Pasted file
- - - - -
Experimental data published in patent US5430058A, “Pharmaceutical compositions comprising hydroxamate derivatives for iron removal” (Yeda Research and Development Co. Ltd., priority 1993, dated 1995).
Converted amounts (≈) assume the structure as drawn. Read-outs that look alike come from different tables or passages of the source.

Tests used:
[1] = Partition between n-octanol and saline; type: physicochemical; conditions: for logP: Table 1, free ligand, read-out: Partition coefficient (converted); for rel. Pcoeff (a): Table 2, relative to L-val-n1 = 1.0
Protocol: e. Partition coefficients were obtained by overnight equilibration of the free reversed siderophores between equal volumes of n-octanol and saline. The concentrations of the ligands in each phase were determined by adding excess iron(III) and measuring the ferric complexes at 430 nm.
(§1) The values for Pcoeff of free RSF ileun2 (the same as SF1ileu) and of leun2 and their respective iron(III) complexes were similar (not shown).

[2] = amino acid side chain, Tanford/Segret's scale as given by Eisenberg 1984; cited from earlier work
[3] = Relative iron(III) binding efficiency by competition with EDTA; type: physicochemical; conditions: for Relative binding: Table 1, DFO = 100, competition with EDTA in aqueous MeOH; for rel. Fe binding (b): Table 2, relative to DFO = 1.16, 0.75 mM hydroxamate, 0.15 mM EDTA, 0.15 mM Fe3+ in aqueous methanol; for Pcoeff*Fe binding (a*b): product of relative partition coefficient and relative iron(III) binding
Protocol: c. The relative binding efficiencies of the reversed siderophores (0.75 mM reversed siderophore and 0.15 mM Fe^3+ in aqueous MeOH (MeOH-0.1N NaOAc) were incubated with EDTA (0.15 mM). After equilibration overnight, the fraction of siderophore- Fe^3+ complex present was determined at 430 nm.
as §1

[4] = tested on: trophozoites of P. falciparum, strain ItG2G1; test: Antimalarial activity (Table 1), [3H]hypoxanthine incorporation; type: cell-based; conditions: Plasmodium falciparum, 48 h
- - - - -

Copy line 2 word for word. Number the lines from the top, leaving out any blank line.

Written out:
Converted amounts (≈) assume the structure as drawn. Read-outs that look alike come from different tables or passages of the source.